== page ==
We have noted previously in these pages that the FCC’s approach to net neutrality, and especially the more stringent rules for which many Open Internet proponents have pushed, may ultimately inhibit consumer choice. Net neutrality has focused ostensibly upon protecting competition and innovation in the market for Internet-based content and applications. But to do so, the movement would dramatically limit innovation in the market for broadband service: broadband providers would generally be required to offer customers access to all Internet access or none at all, and to treat all Internet traffic relatively identically. In a prior post, I discussed how this all-or-nothing approach to broadband access contrasts with the approach in many international markets, where customers are reaping the benefits of a more diverse array of innovative broadband product offerings, especially in the wireless space. For example, social media plans give consumers access to selected Internet content such as Facebook or Twitter, at a fraction of the cost of full Internet access. Co-blogger Roslyn Layton also recently discussed how partnerships between online music providers and wireless providers in Denmark are invigorating competition in both markets while delivering more choices and lower prices to consumers.
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Setting the record straight on usage-based pricing

Last week, the Government Accountability Office released some preliminary findings from its ongoing investigation of usage-based pricing. This investigation came in response to a May 2013 request by Representative Anna Eshoo, the ranking Democrat on the House Commerce Subcommittee on Communications. Although the GAO stressed that its findings were preliminary, and that its final report would be completed in November, Representative Eshoo seized upon the release, urging FCC Chairman Wheeler to regulate “data caps” (notably, the GAO never used this loaded and somewhat misleading term), which Eshoo portrayed as a “new threat to the free and open Internet.” In light of this rhetoric, it is worthwhile to review what the GAO actually said, and to set the record straight on the issue of usage-based pricing.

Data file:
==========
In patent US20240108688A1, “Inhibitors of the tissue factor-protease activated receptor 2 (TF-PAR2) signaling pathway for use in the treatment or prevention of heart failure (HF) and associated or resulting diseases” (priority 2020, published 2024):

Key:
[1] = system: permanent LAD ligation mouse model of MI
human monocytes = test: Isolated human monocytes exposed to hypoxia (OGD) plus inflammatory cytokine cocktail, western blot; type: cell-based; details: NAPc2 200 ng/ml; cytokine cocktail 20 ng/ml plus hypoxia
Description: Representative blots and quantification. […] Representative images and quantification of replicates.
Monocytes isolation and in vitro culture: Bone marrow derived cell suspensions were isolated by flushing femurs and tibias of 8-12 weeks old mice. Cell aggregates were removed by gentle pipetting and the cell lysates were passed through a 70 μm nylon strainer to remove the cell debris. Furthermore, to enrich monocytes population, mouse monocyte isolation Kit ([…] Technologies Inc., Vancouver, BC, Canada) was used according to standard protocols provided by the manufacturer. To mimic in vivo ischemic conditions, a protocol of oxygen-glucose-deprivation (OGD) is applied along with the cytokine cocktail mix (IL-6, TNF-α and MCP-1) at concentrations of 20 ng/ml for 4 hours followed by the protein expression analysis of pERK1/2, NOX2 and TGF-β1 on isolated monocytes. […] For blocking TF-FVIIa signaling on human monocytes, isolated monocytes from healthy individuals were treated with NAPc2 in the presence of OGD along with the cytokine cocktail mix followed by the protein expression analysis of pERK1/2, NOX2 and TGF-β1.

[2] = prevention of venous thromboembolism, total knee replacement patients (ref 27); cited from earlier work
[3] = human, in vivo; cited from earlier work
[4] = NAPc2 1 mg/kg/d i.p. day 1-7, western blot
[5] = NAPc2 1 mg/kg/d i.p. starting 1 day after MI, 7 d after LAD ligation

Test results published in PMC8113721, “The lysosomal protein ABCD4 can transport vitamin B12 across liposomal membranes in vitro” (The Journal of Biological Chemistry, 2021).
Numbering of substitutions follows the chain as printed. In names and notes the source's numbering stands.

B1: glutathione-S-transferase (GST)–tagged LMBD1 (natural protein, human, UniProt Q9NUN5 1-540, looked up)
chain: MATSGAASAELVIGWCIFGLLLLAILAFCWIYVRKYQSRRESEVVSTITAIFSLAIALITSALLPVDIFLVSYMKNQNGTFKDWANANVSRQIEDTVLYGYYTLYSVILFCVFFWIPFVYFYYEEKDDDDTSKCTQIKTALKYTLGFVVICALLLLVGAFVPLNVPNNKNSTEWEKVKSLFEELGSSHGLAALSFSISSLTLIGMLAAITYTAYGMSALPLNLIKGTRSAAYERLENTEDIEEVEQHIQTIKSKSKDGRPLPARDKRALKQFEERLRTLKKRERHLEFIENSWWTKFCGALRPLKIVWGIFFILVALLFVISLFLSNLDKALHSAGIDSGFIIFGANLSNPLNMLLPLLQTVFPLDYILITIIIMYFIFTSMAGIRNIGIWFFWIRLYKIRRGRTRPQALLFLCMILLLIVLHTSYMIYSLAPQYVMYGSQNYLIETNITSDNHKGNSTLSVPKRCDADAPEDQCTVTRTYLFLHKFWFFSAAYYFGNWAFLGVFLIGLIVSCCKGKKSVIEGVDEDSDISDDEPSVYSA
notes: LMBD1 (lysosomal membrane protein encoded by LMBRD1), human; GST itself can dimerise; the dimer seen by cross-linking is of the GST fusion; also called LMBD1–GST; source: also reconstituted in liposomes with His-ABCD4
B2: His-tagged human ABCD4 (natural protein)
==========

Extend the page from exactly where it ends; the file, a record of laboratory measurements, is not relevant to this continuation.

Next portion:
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Title II does not prohibit paid prioritization

Much of the controversy surrounding the FCC’s net neutrality proceeding involves the issue of paid prioritization: whether an Internet content or application provider can pay for priority delivery or minimum guaranteed speed over last-mile broadband networks. Opponents of prioritization have endorsed reclassification under Title II as the only solution to prohibit such agreements. But a careful look at the history of Title II’s nondiscrimination obligations shows that this is not the panacea that net neutrality advocates seek – because, as Chairman Tom Wheeler has repeatedly stated, Title II would permit prioritization. Title II Section 202 prohibits telecommunications providers from engaging in “unreasonable discrimination.” Courts and the Commission have subjected Section 202 claims to a three-part inquiry. The plaintiff must show that two services are “like” services, and that customers of the two services have been treated differently in the provision of the service. If the plaintiff meets these two hurdles, the burden then shifts to the telecommunications provider to show that the disparity in service is reasonable.